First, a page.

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Where to go Conker Picking in Cheshire this Autumn

Where to go Conker Picking in Cheshire this Autumn

Where to go conker picking in Cheshire this autumn

Please be advised that some properties operate on a pre-booking system. To avoid disappointment, contact ahead of time.

Conkers, or Horse Chestnut seeds, are a hallmark of the British autumn season. Dating back to the 1850s, the game of Conkers became a staple of autumn fun. But before you can go winning all your match ups, you’ll have to find that champion conker! We’ve put together a selection of great places to explore the outdoors in Cheshire this autumn whilst on the hunt for those potential match-winning conkers:

Delamere Forest

There are always activities-a-plenty on offer at Delamere forest, from walking and cycling to Segways and zip lines. This autumn, you can add one more to your list by taking your search for conkers here. As one of Cheshire’s largest woodland areas, there’s sure to be plenty to find.

Marbury Country Park

Surround yourself and the family in the beauty of nature in Marbury Country Park. Once the site of a grand estate and country manor with stunning walkways and some haunting woodland by the mere, there’s certainly no shortage of places to look for prize winning conkers.

Anderton Nature Park

There’s an abundance of plant life in Anderton Nature Park. As a part of the wider Northwich Woodlands, there are sure to be some spots to find that special conker. What’s more, you’re on the doorstep of the historic Anderton Boat Lift, so you can make a day of your conker search!

Macclesfield Forest

Surround yourself with thick woodland and stunning reservoirs in Macclesfield Forest. With plenty of walking routes, stunning views from two of Cheshire’s highest points – Shining Tor and Shutlingsloe – as well as the largest Heronry in the Peak District, there’s plenty to keep you and the family occupied on a conker hunt.

Tatton Park

Wander the stunning Tudor estate of Tatton Hall. With award-winning gardens, a grand Mansion, Tudor Old Hall and vast woodland you can make a grand day out of your conker hunt. While searching for those all-important conkers, you may even see some red deer!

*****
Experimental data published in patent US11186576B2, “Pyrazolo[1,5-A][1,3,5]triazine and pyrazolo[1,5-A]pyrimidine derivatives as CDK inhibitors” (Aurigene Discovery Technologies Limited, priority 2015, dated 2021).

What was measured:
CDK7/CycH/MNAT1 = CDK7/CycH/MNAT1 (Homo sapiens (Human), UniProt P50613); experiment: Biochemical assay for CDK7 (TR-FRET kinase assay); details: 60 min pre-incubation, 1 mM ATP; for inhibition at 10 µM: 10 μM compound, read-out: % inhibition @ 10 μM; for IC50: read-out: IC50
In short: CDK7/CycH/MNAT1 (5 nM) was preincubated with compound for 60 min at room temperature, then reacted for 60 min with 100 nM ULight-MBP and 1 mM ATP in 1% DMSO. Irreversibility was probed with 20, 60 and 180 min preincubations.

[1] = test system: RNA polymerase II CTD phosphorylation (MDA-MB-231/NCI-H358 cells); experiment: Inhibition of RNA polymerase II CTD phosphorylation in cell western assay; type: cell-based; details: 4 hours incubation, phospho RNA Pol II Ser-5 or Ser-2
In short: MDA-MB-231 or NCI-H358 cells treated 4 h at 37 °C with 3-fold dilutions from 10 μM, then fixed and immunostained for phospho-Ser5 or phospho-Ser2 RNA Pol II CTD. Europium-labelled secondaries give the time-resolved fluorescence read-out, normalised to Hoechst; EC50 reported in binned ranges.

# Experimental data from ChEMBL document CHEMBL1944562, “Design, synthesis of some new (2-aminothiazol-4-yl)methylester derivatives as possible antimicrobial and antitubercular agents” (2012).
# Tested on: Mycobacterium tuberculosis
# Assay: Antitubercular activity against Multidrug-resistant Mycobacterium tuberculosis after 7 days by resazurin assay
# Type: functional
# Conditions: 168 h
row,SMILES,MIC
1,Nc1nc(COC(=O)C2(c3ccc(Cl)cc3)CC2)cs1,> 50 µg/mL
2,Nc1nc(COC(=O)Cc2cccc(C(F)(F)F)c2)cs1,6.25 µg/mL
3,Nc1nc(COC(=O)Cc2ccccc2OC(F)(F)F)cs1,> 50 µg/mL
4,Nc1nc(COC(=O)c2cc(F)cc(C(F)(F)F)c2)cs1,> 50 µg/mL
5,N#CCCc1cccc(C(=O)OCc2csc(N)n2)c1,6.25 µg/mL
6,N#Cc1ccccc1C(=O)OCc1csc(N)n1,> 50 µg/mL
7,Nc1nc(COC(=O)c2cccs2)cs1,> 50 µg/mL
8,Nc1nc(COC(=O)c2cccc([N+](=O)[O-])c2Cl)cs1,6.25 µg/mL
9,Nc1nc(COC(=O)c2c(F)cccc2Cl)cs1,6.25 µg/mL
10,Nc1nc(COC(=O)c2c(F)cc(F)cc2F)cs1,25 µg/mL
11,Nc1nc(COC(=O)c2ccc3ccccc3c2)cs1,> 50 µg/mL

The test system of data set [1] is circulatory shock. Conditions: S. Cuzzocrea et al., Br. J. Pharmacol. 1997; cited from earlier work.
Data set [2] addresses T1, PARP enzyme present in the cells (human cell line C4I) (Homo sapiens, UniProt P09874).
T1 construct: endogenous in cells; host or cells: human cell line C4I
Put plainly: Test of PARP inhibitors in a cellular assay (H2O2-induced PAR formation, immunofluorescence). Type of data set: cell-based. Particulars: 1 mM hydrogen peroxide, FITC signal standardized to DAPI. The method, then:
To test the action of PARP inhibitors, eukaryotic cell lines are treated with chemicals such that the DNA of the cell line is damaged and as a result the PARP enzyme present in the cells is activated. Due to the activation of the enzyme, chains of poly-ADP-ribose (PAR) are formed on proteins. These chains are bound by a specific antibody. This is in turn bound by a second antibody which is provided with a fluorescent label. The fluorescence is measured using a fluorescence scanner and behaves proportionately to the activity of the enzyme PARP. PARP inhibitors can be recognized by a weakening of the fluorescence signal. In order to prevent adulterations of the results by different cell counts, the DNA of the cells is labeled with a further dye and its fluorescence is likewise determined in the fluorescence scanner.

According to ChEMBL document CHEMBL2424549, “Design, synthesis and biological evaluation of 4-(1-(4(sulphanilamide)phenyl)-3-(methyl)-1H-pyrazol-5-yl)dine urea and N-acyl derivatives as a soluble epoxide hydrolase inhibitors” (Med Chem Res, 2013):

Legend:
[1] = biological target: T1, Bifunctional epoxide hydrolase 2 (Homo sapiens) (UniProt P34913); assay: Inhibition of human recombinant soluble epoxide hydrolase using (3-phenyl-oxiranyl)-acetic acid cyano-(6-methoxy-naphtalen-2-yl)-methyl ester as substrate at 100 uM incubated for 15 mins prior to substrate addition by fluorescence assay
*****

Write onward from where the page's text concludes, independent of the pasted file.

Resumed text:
Arley Hall

With history going back to the 15th century, the Arley Estate is amongst some of the finest countryside in Cheshire. Walk through the stunning gardens and admire the historic stately home before setting off into the nearby woodland to find your conkers.

Quarry Bank

A site of great industrial heritage, Quarry Bank is fascinating on many levels. From the 18th Century cotton mill and Quarry Bank House to Styal Village and the Apprentice House you can really surround yourself in industrial heritage. But Quarry Bank is also set amongst acres of woodland to explore. Follow the meandering path of the river Bollin as you look out for an array of wildlife and beautiful views and your conkers.

Lyme

Nestling on the edge of the Peak District, Lyme Park was once a great sporting estate and home of the Legh family for over 500 years. With extensive views across Manchester and the Cheshire Plain, be sure to wander through the moorland and deer park on your search for conkers this autumn.

Dunham Massey

If you're looking to venture a little further than Cheshire, Dunham Massey is a great choice. Dunham Massey’s deer park covers an area of 192.7 acres and features formal avenues, woodland and parkland. Its pasture-woodland is occupied by a herd of fallow deer that have been resident in the park for hundreds of years. Part of the Dunham Massey Estate, the park also has a magnificent collection of ancient trees. Dunham Massey is sure to be a definite stop on your hunt for conkers this year!

Product Information

  1. Delamere Forest

    Northwich

    Delamere Forest is Cheshire's largest area of woodland and is a place for families to let off steam, escape the crowds, enjoy the stunning views and find peace in the heart of the forest.

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    Tranquility at Delamere Forest
    Cycling in Delamere Forest
    Tranquility at Delamere Forest
    Cycling in Delamere Forest

    Enjoy a fun day out in Cheshire’s biggest woodland!

    Located between Liverpool and Manchester, Delamere Forest provides a stunning setting for your next family adventure. Whether a leisurely wander through the trees, scaling the heights at Go Ape or enjoying a family bike ride, Delamere Forest is bursting with opportunities to explore the great outdoors.

    Explore the stunning landscape on a choice of three walking trails or two cycling trails. If you’re stuck for wheels why not visit the brand new Tracs cycle centre who’ll happily fix you up with a hire bike, they’ve got something to suit everybody. Be sure to visit the new eco-friendly visitor centre which is also home to the Delamere Forest Café – for all the post-fun refreshments you’ll need. .